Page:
The hotly anticipated release of Baz Luhrmann’s Elvis is just days away. Austin Butler’s portrayal of the ‘The King’ will be hitting US theatres on June 24, charting two decades of the incomparable rock n roller’s life amidst the rocky relationship he held with his manager Colonel Tom Parker. Those twenty years are crammed into an approximate runtime of around two and a half hours, but GamesRadar reports that a four-hour version of the film exists.
GamesRadar’s scoop comes courtesy of an interview Baz Luhrmann had with the RadioTimes, where the Australian director said: “I mean, I have a four-hour version, actually. I do. But you have to bring it down to 2 hours 30.” It is commonplace in modern cinema that most films released are roughly between 90 to 150 minutes in length, the odd big biopic, period drama, or war epic could potentially see that target stretched more to the 180-minute/three-hour mark, but four whole hours of cinema is seldom seen unless you were to count home cinema offerings such as Zack Snyder’s Justice League. In recent years, the likes of Avengers: Endgame have just breached the three-hour mark, but a four-hour runtime normally means that an audience has just sat down to watch a re-release of Clark Gable and Vivien Leigh in the 1939 megahit Gone with the Wind (which is two minutes shy of four hours long if we are being picky). Perhaps the four-hour version of Elvis would have rivaled Gone with the Wind’s eight Oscars? Maybe we will get Baz Luhrmann’s Elvis in a few years on HBO Max.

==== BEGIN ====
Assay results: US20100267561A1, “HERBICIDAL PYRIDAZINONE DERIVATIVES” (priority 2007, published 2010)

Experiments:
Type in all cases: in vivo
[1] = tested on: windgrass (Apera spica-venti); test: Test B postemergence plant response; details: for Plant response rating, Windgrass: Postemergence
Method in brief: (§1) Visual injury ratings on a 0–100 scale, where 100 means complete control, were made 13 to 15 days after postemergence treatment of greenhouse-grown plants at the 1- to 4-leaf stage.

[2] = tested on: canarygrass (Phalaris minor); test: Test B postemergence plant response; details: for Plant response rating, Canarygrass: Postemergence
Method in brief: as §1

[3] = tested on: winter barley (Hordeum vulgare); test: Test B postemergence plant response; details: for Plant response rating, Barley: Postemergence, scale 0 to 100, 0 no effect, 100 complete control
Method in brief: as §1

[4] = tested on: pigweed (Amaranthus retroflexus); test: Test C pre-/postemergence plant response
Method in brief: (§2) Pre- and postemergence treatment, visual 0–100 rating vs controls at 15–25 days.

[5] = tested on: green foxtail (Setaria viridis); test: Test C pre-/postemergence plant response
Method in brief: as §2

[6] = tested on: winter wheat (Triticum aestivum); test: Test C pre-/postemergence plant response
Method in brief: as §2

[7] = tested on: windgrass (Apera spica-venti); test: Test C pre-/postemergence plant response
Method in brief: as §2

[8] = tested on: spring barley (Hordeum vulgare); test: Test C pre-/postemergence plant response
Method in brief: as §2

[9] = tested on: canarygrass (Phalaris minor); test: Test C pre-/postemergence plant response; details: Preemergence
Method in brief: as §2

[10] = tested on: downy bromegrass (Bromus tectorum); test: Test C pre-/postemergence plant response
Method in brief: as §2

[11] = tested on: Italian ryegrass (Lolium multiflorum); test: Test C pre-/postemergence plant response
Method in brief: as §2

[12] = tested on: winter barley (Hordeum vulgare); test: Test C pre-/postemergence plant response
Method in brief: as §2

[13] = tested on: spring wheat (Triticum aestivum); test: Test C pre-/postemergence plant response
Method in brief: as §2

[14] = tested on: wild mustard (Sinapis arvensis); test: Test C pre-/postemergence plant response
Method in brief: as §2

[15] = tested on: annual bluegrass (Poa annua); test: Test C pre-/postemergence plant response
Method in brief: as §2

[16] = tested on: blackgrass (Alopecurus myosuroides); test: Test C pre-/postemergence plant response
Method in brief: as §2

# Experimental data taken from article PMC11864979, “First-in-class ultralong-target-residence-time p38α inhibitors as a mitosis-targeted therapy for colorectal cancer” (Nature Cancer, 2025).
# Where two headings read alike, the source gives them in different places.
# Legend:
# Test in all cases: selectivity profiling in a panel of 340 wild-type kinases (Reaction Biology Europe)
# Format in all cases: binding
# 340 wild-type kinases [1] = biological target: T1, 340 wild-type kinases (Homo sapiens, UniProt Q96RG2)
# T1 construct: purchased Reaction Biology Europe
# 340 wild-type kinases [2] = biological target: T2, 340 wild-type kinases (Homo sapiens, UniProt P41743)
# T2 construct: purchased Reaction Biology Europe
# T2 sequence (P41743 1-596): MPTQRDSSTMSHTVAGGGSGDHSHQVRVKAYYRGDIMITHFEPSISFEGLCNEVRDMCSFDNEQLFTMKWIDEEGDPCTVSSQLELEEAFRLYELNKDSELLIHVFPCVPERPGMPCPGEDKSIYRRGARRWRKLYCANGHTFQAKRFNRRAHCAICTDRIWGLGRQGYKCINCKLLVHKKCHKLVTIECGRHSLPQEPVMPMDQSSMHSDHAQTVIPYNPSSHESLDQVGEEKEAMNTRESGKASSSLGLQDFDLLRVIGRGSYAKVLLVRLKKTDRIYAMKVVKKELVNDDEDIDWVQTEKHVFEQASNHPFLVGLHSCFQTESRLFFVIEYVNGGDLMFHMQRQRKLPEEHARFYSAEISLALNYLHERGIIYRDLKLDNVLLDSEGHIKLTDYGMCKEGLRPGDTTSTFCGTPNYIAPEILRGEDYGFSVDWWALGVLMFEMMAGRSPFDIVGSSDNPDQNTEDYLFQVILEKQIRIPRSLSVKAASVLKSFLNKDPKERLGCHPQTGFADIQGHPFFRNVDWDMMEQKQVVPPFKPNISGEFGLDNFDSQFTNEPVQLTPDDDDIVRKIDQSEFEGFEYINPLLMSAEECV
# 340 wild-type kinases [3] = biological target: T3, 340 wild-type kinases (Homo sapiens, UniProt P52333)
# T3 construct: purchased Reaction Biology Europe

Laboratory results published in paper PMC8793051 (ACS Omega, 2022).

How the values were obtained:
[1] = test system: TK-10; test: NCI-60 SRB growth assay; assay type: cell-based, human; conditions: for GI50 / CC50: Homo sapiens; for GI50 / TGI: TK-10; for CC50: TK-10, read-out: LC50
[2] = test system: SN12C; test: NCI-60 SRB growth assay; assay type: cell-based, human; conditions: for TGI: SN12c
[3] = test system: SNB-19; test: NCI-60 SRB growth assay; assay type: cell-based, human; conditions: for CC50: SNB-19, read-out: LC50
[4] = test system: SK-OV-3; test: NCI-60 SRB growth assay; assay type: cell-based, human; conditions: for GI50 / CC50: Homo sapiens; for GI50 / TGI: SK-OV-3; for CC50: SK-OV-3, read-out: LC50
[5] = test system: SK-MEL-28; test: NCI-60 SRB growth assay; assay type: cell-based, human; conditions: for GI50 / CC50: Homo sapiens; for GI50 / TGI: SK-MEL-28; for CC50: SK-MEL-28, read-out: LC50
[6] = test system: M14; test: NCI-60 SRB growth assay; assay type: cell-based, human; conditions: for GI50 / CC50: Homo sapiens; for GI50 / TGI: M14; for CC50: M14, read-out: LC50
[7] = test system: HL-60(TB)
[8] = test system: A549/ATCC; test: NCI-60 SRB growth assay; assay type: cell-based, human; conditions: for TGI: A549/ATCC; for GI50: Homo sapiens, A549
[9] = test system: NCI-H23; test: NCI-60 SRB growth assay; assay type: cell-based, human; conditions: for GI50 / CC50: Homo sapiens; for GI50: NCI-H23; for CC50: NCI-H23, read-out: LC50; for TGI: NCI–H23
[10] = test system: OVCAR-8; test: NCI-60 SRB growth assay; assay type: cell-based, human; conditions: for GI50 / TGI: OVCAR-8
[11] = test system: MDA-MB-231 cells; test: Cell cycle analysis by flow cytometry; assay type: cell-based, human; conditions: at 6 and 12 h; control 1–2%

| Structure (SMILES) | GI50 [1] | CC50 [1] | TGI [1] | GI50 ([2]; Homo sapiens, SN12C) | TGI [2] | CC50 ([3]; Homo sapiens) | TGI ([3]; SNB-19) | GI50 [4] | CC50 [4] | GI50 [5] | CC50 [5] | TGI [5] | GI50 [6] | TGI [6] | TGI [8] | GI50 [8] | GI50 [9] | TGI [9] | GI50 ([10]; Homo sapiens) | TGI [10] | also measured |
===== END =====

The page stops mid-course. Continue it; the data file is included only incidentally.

Baz Luhrmann went on to describe to the RadioTime just what is missing from the theatrical release of Elvis, that fans would have been privy to in the four-hour version. “I would have liked to lean into some of the other things more – there’s so much more,” he said. “I mean, there’s lots of stuff that I shot like the relationship with the band, I had to pare [that] down – and it’s so interesting how the Colonel gets rid of them.” It would appear that Luhrman was caught in a trap (pun intended) with run-time and fans will have to make do without seeing the villainous Tom Hanks ridding Elvis of his bandmates, that is at least until the deleted scenes appear in the bonus material of the inevitable Blu-ray release of Elvis.
It is well documented that Colonel Tom Parker and Elvis had a rocky relationship, with countless stories depicting Parker’s manipulative ways over the singer. As a result, it is no surprise that not only is this the source of much of Elvis’ narrative, but also the source of Baz Luhrmann’s difficulty in keeping the runtime of his new film down. It is the very nature of biopics, that elements of a person’s life will be cut out for the sake of the film, after all, a person’s lifetime, even if cut tragically short like Presley’s, is far too long to have all its pivotal moments crammed into one film.
When June 24 comes around, audiences will be able to decide for themselves if the scenes Baz Luhrmann has decided to include in Elvis were the best ones, or whether the cutting room floor is full of better offerings. It will also give audiences the chance to rate Austin Butler (Once Upon a time in Hollywood) has done Elvis Presley justice and likewise Tom Hanks in the case of Colonel Tom Parker. However, given the fact that Butler has reportedly given so much to the role he can’t separate Preseley’s tone of voice from his own and Tom Hanks’ stature as an actor, all signs point toward the fact that Elvis will be a wonderful treat for audiences the world over, albeit a tad shorter than Baz Luhrmann intended.